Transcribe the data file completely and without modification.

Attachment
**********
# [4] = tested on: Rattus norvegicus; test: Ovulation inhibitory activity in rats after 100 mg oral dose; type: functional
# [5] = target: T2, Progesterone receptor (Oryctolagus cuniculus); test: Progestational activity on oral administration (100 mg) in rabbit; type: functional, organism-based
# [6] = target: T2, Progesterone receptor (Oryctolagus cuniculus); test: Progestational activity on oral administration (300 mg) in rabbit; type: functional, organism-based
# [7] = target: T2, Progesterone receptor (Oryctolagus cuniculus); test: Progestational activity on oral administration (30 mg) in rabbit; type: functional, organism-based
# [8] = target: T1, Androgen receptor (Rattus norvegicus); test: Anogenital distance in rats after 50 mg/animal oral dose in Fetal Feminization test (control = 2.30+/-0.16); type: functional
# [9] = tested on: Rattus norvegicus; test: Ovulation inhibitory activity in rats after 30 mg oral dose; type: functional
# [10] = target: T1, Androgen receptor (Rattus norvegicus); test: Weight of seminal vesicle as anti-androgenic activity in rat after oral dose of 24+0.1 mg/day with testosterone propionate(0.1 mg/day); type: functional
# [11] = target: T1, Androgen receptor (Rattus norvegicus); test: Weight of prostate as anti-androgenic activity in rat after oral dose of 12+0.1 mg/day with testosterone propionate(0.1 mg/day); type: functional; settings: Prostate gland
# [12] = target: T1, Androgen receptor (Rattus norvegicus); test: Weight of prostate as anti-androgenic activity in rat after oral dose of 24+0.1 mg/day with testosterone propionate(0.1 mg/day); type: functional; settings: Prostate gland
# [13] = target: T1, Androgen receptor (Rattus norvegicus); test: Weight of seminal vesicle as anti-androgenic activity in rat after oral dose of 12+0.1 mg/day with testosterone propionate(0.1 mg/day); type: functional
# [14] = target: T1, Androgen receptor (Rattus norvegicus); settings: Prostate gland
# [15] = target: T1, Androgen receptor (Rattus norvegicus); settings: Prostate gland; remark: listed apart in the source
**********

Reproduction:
# [4] = tested on: Rattus norvegicus; test: Ovulation inhibitory activity in rats after 100 mg oral dose; type: functional
# [5] = target: T2, Progesterone receptor (Oryctolagus cuniculus); test: Progestational activity on oral administration (100 mg) in rabbit; type: functional, organism-based
# [6] = target: T2, Progesterone receptor (Oryctolagus cuniculus); test: Progestational activity on oral administration (300 mg) in rabbit; type: functional, organism-based
# [7] = target: T2, Progesterone receptor (Oryctolagus cuniculus); test: Progestational activity on oral administration (30 mg) in rabbit; type: functional, organism-based
# [8] = target: T1, Androgen receptor (Rattus norvegicus); test: Anogenital distance in rats after 50 mg/animal oral dose in Fetal Feminization test (control = 2.30+/-0.16); type: functional
# [9] = tested on: Rattus norvegicus; test: Ovulation inhibitory activity in rats after 30 mg oral dose; type: functional
# [10] = target: T1, Androgen receptor (Rattus norvegicus); test: Weight of seminal vesicle as anti-androgenic activity in rat after oral dose of 24+0.1 mg/day with testosterone propionate(0.1 mg/day); type: functional
# [11] = target: T1, Androgen receptor (Rattus norvegicus); test: Weight of prostate as anti-androgenic activity in rat after oral dose of 12+0.1 mg/day with testosterone propionate(0.1 mg/day); type: functional; settings: Prostate gland
# [12] = target: T1, Androgen receptor (Rattus norvegicus); test: Weight of prostate as anti-androgenic activity in rat after oral dose of 24+0.1 mg/day with testosterone propionate(0.1 mg/day); type: functional; settings: Prostate gland
# [13] = target: T1, Androgen receptor (Rattus norvegicus); test: Weight of seminal vesicle as anti-androgenic activity in rat after oral dose of 12+0.1 mg/day with testosterone propionate(0.1 mg/day); type: functional
# [14] = target: T1, Androgen receptor (Rattus norvegicus); settings: Prostate gland
# [15] = target: T1, Androgen receptor (Rattus norvegicus); settings: Prostate gland; remark: listed apart in the source